Structured Questions Answers from A Face in the Dark by Ruskin Bond

QUESTION AND ANSWERS from A Face in the Dark

Structured Questions from A Face In The Dark by Ruskin Bond

Read the extract and answer the following questions: 

1. When there was a strong wind, the pine trees made sad, eerie sounds that kept most people to the main road. But Mr. Oliver was not a nervous or imaginative man. He carried a torch, and its gleam—the batteries were running down-moved fitfully down the narrow forest path. When its flickering light fell in the figure of a boy, who was sitting alone on a rock, Mr. Oliver stopped. Boys were not supposed to be out after dark.

1. What picture of the school is projected here?


The school was situated on the outskirts of the hill station of Shimla. The school had its established reputation from before Kipling's time. It had been run on English public school lines. The boys of the school belonged to wealthy Indian families. They wore blazers, caps and ties. The Life Magazine had once called the school 'Eton of the East'.

2. Why the school in which Mr Oliver was a teacher, called the 'Eton of the East"?


Eton school is said to run on the British pattern. It begins with the standard of teaching. There is a no-nonsense there. There are weekly assessments of the boys and the results are public. If there is any drop in the result, the teacher is summoned. The school activities are having unrelenting competition.
The school in Shimla in which Mr Oliver was a teacher ran on the same principles. The boys were disciplined and followed the rules and regulations of the school. It was a prestigious school and thus called the 'Eton of the East'.

3. Who was Mr Oliver and what was his daily routine?


Mr Oliver was an Anglo-Indian teacher who had been teaching in a school situated on the outskirts of the hill station of Shimla for several years. The Shimla Bazaar was about three miles from the school. It had restaurants, cinemas, etc. Mr Oliver, a bachelor, used to stroll into the town in the evening and returned after dark taking a short cut through the pine forest.

4. How can you say that Mr Oliver was a brave man?
Was Mr Oliver was a strong or a fearful man?


Shimla, a very high hill station has many pine forests. People in those days avoided the route through these forests as when there were strong wind; sad eerie sounds which were frightening enough to raise anyone's goosebumps. But Mr Oliver was not that sort of person. He was not a nervous or imaginative man. He usually carried a torch and its beam moved fitfully down the forest path. Even when he saw a boy's figure in that lonely place, he didn't get scared. Rather he asked him the reason for being alone and weeping.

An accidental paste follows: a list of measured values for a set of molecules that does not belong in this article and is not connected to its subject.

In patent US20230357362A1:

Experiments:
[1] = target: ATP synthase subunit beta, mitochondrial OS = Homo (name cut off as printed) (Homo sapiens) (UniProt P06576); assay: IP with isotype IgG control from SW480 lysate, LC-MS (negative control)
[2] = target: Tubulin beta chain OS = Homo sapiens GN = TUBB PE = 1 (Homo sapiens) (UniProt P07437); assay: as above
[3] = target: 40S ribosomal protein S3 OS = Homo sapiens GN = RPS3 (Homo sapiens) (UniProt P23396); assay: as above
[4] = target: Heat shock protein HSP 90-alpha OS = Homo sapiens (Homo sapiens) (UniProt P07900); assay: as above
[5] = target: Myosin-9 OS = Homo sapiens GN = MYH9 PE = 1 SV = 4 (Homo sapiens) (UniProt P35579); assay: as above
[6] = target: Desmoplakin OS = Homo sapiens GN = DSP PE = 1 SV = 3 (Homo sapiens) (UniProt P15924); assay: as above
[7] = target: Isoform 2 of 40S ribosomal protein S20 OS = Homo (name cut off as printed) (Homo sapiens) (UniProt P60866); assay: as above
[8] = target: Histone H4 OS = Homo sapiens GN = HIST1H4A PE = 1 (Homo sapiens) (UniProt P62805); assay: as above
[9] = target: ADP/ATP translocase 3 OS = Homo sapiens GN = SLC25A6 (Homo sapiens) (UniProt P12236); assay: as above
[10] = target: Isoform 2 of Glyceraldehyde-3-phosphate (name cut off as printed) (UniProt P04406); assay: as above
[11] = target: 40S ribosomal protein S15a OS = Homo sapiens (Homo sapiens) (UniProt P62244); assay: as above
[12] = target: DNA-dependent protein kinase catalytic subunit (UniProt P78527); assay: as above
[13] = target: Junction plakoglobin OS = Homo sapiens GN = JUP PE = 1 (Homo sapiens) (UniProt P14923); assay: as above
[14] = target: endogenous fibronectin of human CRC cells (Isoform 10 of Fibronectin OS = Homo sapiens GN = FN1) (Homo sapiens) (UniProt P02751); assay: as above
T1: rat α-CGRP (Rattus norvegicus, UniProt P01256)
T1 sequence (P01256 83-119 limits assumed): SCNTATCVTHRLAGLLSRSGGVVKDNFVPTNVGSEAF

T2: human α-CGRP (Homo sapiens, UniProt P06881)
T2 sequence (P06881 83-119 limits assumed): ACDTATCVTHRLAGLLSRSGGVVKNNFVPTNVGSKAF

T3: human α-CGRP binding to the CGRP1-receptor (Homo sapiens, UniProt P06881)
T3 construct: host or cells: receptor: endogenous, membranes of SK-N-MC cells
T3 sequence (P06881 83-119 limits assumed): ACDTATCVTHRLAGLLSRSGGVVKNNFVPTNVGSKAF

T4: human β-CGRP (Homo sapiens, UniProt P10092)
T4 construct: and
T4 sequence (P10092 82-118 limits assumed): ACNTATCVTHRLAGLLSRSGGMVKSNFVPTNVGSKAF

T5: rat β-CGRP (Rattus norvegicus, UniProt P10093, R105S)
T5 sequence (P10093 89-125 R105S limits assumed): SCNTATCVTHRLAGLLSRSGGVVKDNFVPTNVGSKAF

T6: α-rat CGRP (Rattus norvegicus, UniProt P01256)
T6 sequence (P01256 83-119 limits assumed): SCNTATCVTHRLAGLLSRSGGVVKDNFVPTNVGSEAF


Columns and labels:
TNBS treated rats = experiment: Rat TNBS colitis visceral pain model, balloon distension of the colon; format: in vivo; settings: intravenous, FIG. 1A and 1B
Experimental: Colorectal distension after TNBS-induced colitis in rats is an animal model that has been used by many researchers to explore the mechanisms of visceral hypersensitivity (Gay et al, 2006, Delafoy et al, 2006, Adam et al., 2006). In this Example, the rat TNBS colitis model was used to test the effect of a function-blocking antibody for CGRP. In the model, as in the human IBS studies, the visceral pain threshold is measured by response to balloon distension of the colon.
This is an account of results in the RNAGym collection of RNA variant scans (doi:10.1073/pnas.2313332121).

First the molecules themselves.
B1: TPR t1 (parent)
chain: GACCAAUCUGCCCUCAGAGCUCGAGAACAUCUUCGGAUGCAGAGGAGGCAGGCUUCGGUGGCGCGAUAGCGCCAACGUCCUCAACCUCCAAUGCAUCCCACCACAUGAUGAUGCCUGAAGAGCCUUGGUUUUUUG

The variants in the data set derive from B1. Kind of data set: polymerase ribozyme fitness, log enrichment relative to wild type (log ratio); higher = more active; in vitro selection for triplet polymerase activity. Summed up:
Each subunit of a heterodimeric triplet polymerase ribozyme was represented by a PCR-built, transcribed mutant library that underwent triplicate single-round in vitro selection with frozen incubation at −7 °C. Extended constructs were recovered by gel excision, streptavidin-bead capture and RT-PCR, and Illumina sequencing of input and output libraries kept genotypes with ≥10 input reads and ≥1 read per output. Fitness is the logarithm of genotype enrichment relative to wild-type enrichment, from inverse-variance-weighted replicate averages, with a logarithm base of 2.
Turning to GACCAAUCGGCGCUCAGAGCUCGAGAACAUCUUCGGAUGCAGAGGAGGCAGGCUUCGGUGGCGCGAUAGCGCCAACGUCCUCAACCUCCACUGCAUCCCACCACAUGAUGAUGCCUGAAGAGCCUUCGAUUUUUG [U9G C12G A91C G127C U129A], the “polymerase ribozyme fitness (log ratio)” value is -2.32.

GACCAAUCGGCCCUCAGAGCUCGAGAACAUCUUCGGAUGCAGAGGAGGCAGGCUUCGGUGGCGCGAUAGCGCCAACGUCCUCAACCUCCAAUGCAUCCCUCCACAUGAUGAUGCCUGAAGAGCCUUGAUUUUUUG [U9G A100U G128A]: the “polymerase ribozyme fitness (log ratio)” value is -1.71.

5. What did Mr Oliver see when he was returning back while passing through the pine forest?


Mr Oliver was on his usual walk in the evening. While returning back from Shimla Bazaar through the narrow path of the pine forest, he came across an unusual sight. He saw a figure on the rock. He usually carried a torch with him always and as soon as the flickering light of his torch fell upon the figure, he found it to be a boy and stopped. It was a strange sight as the boys were not supposed to be out after dark.

2. "I saw something—something horrible—a boy weeping in the forest—and he had no face!" 
"No face, Sahib?" 
"No eyes, nose, mouth-nothing!"
"Do you mean it was like this, Sahib?" asked the watchman, and raised the lamp to his own face. The watchman had no eyes, no ears, no features at all—not even an eyebrow! And that's when the wind blew the lamp out. 

1. Why was Mr Oliver surprised to see the boy?


On his usual walk, when Mr Oliver saw a boy sitting alone on a rock, he was surprised to see him as the boys of the school were not supposed to be out after dark. And as the place was near to school, he could imagine no one else outsider there. He questioned him strongly that what he was doing there and when he got no reply, he moved closer so that he could recognize the boy.

2. Why was the boy called a miscreant?


The place where Mr Oliver saw the boy in the woods was not far away from the school in which he was teaching. Therefore he thought that the boy must be from that school and the students of the school were supposed to be much disciplined and to abide by the rules. Finding him at that time of hour made him think that the boy might have done some mischief and that was why he was hiding there.

3. Why did Mr Oliver move closer to the boy who was sitting alone on the rock in the forest?


Mr Oliver encountered a figure while coming back to school one night. He was surprised and felt uneasy to see it. When the light of his torch fell on the figure, it came out to be a boy. He stopped there and asked him sharply what he was doing there. Getting no response, he moved closer to him and sensed something wrong. The boy appeared to be crying with his face in his hands and his body was moving violently.